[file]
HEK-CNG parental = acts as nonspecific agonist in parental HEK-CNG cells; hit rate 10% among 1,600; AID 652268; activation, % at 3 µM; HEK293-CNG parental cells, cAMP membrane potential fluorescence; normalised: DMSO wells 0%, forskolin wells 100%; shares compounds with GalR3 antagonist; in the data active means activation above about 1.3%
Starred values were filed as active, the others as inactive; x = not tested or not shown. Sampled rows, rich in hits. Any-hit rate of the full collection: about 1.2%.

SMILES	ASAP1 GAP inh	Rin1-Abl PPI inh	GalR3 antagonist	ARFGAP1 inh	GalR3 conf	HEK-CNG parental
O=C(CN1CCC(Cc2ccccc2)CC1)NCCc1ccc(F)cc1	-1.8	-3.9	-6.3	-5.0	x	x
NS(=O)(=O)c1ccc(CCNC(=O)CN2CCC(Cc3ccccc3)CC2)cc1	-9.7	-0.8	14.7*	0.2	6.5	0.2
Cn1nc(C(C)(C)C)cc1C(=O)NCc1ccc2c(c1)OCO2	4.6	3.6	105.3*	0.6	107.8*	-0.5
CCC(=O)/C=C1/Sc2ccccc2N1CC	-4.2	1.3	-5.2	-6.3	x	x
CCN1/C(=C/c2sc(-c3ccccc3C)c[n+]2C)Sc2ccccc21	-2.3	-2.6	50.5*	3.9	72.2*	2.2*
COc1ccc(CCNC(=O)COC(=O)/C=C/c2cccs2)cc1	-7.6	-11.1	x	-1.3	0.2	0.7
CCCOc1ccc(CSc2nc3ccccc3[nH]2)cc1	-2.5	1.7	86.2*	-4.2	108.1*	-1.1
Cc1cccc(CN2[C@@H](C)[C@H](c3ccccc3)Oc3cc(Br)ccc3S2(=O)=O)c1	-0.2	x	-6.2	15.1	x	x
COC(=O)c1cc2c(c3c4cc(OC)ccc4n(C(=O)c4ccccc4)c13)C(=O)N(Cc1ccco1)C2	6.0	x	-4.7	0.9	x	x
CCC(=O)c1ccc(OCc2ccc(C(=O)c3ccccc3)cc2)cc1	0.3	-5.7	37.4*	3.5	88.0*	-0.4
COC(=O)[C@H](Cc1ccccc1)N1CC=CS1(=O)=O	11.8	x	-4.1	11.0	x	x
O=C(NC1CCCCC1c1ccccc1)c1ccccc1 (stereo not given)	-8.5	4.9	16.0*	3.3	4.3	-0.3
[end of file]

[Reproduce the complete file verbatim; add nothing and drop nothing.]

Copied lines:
HEK-CNG parental = acts as nonspecific agonist in parental HEK-CNG cells; hit rate 10% among 1,600; AID 652268; activation, % at 3 µM; HEK293-CNG parental cells, cAMP membrane potential fluorescence; normalised: DMSO wells 0%, forskolin wells 100%; shares compounds with GalR3 antagonist; in the data active means activation above about 1.3%
Starred values were filed as active, the others as inactive; x = not tested or not shown. Sampled rows, rich in hits. Any-hit rate of the full collection: about 1.2%.

SMILES	ASAP1 GAP inh	Rin1-Abl PPI inh	GalR3 antagonist	ARFGAP1 inh	GalR3 conf	HEK-CNG parental
O=C(CN1CCC(Cc2ccccc2)CC1)NCCc1ccc(F)cc1	-1.8	-3.9	-6.3	-5.0	x	x
NS(=O)(=O)c1ccc(CCNC(=O)CN2CCC(Cc3ccccc3)CC2)cc1	-9.7	-0.8	14.7*	0.2	6.5	0.2
Cn1nc(C(C)(C)C)cc1C(=O)NCc1ccc2c(c1)OCO2	4.6	3.6	105.3*	0.6	107.8*	-0.5
CCC(=O)/C=C1/Sc2ccccc2N1CC	-4.2	1.3	-5.2	-6.3	x	x
CCN1/C(=C/c2sc(-c3ccccc3C)c[n+]2C)Sc2ccccc21	-2.3	-2.6	50.5*	3.9	72.2*	2.2*
COc1ccc(CCNC(=O)COC(=O)/C=C/c2cccs2)cc1	-7.6	-11.1	x	-1.3	0.2	0.7
CCCOc1ccc(CSc2nc3ccccc3[nH]2)cc1	-2.5	1.7	86.2*	-4.2	108.1*	-1.1
Cc1cccc(CN2[C@@H](C)[C@H](c3ccccc3)Oc3cc(Br)ccc3S2(=O)=O)c1	-0.2	x	-6.2	15.1	x	x
COC(=O)c1cc2c(c3c4cc(OC)ccc4n(C(=O)c4ccccc4)c13)C(=O)N(Cc1ccco1)C2	6.0	x	-4.7	0.9	x	x
CCC(=O)c1ccc(OCc2ccc(C(=O)c3ccccc3)cc2)cc1	0.3	-5.7	37.4*	3.5	88.0*	-0.4
COC(=O)[C@H](Cc1ccccc1)N1CC=CS1(=O)=O	11.8	x	-4.1	11.0	x	x
O=C(NC1CCCCC1c1ccccc1)c1ccccc1 (stereo not given)	-8.5	4.9	16.0*	3.3	4.3	-0.3